Fast Dating Using Least-Squares Criteria and Algorithms.

Most of these methods deal with time calibration points, where the dates of certain ancestral nodes in the tree are known, possibly with uncertainty e.

These methods input a rooted tree with time calibration points, and return a time-scaled, ultrametric tree. PATHd8 Britton et al. Xia and Yang's method assumes a SMC or two different local clocks, and achieves least-squares estimations under these assumptions. Sanderson'sapproach is based on a penalized-likelihood criterion to account for the autocorrelation of rates, combined with standard optimization techniques see also TreePL, Smith and O'Meara Based on computer simulations, these fast methods were shown to be accurate by their authors, producing time-scaled trees similar to those obtained using sequence-based approaches.

The focus of the present study is on serial phylogenies, where the tips of the tree have been sampled through times. Such phylogenies are common with fast-evolving organisms e. Serial phylogenies are also used with ancient DNA Lambert et al.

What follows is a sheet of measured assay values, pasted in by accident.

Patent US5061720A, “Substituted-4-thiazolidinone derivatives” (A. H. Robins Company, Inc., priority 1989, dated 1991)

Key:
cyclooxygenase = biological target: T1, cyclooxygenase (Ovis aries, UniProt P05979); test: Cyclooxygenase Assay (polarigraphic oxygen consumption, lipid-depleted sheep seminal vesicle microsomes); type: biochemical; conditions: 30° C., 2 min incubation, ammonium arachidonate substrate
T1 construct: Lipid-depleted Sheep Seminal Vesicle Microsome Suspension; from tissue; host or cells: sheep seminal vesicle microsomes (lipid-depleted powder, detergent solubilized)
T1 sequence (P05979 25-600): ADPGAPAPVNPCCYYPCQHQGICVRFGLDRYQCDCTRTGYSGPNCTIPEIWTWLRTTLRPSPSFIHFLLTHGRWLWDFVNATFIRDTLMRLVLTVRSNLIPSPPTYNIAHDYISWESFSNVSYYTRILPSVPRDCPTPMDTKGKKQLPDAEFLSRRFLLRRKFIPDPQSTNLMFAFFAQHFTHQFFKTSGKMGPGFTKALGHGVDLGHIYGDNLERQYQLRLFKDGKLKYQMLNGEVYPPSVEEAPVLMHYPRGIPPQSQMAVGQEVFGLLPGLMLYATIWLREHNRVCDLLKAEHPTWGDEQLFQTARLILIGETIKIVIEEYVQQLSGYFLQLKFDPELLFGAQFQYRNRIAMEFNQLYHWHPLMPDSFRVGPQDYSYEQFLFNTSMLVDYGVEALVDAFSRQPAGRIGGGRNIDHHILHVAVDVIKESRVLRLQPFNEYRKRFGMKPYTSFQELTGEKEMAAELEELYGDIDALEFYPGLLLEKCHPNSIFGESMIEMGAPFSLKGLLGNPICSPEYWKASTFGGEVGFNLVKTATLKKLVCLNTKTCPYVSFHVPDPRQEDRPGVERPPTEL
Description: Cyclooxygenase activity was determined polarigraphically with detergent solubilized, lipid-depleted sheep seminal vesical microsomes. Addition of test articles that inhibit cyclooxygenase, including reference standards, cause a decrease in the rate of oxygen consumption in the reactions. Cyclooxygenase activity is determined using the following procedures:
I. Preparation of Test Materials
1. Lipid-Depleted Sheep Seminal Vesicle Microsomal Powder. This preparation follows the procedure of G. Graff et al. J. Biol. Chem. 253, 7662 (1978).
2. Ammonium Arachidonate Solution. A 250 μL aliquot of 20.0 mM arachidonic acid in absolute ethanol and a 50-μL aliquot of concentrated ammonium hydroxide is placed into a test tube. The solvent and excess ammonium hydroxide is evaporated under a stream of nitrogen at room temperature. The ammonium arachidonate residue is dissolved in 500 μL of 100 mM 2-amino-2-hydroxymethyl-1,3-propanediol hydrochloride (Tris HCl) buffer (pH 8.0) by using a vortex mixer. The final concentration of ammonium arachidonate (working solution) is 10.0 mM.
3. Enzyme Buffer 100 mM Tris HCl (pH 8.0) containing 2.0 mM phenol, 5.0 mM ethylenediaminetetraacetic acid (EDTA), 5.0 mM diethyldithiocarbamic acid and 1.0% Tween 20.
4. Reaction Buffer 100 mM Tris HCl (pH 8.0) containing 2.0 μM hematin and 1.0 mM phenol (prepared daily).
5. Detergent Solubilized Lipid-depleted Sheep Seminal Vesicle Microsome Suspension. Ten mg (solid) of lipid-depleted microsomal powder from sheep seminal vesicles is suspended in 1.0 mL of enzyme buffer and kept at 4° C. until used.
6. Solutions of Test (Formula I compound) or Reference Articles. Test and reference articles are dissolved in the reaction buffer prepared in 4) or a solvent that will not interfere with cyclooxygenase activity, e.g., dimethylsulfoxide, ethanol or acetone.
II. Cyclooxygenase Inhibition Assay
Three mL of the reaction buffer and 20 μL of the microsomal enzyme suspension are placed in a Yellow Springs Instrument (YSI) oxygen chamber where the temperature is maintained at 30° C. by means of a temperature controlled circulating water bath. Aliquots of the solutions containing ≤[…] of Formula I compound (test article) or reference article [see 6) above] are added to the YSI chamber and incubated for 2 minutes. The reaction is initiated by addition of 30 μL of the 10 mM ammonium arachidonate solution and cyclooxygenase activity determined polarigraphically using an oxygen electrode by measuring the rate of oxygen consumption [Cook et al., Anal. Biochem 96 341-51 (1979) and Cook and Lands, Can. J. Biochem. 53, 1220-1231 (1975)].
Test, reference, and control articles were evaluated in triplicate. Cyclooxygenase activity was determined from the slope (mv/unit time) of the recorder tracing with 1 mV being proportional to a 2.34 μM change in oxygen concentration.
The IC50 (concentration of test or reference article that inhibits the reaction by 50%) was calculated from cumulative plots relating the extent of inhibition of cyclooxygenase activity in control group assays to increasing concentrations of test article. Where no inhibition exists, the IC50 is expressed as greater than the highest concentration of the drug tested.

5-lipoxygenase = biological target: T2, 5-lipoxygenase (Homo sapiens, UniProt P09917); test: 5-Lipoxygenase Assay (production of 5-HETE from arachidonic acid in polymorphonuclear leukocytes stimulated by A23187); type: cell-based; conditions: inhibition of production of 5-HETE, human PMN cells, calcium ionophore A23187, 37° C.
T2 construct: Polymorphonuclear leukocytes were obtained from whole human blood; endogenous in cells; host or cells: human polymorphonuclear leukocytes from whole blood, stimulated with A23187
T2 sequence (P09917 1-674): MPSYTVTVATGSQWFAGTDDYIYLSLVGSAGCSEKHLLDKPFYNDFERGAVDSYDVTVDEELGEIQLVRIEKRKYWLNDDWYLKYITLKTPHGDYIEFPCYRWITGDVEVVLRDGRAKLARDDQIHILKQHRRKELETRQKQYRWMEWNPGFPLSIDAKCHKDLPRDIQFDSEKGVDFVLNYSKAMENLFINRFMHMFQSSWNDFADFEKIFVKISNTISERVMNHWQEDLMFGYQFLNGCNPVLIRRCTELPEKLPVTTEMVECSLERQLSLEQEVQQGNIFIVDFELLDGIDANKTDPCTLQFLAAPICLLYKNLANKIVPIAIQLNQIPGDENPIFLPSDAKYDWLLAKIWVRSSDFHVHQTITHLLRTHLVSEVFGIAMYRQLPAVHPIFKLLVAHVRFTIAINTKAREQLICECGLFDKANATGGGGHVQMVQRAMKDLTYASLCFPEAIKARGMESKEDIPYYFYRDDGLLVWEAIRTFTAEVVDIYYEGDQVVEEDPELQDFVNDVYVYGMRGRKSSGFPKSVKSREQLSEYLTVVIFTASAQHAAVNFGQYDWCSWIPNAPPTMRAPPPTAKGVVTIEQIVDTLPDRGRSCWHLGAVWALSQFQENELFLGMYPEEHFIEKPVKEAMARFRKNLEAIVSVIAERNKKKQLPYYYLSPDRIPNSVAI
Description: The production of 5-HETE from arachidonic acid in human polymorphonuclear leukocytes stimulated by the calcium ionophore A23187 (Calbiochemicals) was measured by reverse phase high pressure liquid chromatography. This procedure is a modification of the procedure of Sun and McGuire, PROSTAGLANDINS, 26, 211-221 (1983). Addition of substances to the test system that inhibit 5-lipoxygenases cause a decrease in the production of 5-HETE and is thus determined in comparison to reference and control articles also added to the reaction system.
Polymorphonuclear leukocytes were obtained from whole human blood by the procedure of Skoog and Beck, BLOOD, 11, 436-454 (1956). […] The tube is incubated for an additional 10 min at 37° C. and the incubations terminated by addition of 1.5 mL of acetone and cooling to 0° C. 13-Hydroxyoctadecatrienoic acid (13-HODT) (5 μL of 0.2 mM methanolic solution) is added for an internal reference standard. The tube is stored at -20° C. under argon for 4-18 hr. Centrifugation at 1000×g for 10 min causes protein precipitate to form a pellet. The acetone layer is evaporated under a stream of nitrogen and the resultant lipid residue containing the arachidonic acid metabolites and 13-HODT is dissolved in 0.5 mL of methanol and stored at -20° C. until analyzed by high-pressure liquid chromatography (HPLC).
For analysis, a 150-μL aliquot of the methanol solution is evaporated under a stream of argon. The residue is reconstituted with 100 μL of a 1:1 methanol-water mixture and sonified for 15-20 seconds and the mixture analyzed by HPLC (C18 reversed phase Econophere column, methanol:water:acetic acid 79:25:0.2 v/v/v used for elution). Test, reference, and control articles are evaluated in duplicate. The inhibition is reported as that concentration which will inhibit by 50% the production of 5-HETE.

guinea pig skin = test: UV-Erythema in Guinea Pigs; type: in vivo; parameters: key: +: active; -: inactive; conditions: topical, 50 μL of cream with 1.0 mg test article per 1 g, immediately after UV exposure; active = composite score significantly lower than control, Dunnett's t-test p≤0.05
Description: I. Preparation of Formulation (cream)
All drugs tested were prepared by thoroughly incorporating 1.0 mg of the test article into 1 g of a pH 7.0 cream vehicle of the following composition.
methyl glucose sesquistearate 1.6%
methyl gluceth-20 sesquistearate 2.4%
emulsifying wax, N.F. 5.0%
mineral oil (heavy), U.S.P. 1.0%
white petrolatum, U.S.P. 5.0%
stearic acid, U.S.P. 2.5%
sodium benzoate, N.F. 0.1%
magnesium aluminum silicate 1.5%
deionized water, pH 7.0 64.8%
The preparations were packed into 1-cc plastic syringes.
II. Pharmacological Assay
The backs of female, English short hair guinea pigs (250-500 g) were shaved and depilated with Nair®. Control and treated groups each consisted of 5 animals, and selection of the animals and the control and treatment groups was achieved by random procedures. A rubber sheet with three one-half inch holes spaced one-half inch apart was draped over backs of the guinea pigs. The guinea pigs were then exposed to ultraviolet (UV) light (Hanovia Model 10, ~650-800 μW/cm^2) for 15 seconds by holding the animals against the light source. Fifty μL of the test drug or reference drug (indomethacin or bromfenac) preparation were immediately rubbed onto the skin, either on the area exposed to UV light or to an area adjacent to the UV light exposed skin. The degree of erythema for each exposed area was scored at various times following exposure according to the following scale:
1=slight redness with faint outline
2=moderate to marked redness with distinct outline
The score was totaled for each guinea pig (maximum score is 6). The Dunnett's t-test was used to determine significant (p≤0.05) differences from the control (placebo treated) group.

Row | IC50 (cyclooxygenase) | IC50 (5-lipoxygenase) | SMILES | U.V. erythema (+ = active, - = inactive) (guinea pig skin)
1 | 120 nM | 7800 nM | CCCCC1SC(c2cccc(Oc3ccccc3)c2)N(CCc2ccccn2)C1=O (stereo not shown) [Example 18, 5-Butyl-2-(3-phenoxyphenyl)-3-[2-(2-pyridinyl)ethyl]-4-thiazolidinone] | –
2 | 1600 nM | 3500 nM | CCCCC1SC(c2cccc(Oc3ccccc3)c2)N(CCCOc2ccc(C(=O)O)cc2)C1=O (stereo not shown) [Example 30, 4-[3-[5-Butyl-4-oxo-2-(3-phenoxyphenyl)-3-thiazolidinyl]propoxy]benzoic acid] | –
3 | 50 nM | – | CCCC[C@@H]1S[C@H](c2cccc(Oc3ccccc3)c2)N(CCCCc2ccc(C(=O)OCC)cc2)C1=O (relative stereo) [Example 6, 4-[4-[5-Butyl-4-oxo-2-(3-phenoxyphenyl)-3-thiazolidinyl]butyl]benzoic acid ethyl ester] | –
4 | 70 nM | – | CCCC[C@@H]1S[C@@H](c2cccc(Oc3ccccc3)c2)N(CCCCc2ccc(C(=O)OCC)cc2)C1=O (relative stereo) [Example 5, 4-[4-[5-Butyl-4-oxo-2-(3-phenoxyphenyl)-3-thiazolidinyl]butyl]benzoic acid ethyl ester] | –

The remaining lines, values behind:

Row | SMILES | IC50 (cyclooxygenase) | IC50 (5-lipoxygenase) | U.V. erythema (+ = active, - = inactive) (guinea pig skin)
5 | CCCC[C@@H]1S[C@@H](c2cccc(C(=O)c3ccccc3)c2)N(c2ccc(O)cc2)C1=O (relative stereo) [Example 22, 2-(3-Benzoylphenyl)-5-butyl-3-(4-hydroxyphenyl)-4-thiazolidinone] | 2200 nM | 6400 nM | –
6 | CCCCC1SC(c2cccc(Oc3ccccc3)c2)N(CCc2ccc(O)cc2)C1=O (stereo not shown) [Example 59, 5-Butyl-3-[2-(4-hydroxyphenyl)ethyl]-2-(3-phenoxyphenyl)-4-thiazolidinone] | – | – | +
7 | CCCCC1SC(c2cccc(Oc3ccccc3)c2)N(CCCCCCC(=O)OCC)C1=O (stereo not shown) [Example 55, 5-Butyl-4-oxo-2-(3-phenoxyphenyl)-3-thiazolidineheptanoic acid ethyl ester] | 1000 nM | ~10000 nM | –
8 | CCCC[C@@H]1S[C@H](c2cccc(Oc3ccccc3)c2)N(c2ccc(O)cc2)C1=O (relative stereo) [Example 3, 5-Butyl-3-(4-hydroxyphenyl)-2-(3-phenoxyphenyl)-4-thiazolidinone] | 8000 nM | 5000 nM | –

Moreover, close relationships exist between the calibration-points and dated-tips approaches Ronquist et al.

Several methods have been proposed in this framework. One of the very first is root-to-tip regression RTT Shankarappa et al. This method is very fast and can be extended to unrooted trees by searching among all tree branches for the best root position, according to some numerical criterion e.

However, this method does not provide estimates for the dates of internal nodes, and thus does not output time-scaled trees.